Cable Machine (Functional Trainer) vs Crossover Symmetry (Exercise Tubing)
QUESTION: So I go to a regular gym 3x a week, and a crossfit box 1x (due to commuting issues). I just got to try the Crossover Symmetry bands, and I didn’t feel any pain from my mild shoulder impingement afterwards. The problem is my regular gym doesn’t have these bands. But they do have a similar cable column machine there, and I was wondering if there are any real physiological differences between using bands and using cable resistance to do the same Crossover Symmetry protocols. My guess is that there shouldn’t be any real difference, but I’m not exercise expert. Does anyone know if there are significant disadvantages to doing the Crossover Symmetry protocols with cable resistance instead of bands?
ANSWER: We have both at Sand & Steel. Cable machines have the advantage of having a load that remains the same through the motion, while the exercise tube increases in resistance throughout the motion. When I am doing physical therapy I often prefer the exercise tubing route, whereas for hypertrophy the cable machine is the tool of choice. This becomes even more significant as you try to work primary movers. For example a standing benchpress with tubing goes from too easy to very difficult quickly, whereas the cable machine allows for a fixed resistance. In advanced applications, tubing can be linked with free weights (hip thruster, barbell) (this is known as accommodating resistance) and many studies shown is highly success in building strength. Would I buy the Crossover Symmetry Bands? I personally like Bodylastics comparable product better. If your need is really rehabilitation or physical therapy, they are probably worth it. Grey Cook’s Exercise Tube is also very good.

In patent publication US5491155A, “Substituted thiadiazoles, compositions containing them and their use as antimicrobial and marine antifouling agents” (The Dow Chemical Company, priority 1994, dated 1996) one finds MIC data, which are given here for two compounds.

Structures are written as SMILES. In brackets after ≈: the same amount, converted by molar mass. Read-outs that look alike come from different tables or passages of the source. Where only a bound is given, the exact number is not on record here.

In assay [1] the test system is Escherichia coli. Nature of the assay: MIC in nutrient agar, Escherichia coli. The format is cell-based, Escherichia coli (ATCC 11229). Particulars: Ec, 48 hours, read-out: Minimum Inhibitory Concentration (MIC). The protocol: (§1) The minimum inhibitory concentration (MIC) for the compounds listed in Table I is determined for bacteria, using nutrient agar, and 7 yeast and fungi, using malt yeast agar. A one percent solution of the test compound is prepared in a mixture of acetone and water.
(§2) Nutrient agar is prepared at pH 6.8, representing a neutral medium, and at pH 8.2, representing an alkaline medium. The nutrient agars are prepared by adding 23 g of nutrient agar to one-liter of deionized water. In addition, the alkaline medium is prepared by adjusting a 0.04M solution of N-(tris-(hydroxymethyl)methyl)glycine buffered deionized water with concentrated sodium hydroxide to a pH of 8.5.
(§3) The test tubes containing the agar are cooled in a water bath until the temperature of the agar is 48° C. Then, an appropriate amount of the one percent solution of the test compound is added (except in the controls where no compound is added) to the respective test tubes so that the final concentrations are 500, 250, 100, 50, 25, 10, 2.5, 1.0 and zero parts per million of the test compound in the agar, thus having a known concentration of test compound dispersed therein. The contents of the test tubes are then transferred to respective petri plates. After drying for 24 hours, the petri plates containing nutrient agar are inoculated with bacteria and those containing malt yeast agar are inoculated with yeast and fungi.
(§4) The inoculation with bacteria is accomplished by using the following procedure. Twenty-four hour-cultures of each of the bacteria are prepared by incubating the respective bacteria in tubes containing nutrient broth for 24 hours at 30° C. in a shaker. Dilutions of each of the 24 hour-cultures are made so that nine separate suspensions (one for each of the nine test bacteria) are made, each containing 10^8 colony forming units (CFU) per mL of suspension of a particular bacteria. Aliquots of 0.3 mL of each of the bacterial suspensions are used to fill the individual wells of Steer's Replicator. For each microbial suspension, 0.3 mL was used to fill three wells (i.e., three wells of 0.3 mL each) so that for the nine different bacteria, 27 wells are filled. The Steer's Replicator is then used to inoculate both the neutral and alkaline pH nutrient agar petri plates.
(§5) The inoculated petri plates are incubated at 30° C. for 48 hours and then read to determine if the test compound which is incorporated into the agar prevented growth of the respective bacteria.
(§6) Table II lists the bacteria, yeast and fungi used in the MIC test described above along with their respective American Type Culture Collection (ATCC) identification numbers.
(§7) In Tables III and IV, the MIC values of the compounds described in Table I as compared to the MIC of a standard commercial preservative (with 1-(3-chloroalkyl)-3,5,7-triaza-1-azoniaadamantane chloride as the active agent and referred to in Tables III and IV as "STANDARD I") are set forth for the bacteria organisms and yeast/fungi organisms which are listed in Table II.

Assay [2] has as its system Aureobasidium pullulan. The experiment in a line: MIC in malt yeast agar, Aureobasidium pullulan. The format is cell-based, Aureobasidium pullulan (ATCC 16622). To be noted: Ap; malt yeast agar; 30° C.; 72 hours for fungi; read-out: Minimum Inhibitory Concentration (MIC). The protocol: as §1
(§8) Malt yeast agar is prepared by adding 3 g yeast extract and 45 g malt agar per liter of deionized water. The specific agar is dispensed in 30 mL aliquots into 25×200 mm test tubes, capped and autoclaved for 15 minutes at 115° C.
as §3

- $3000-$5000 for a good Functional Trainer (and they are worth it no matter what CrossFit may tell you)
- $240 for the Crossover Symmetry Bands (this is a little pricey, but it’s a nice product)
- Combination of Iron Woody and Bodylastics bands $100-$150. My Choice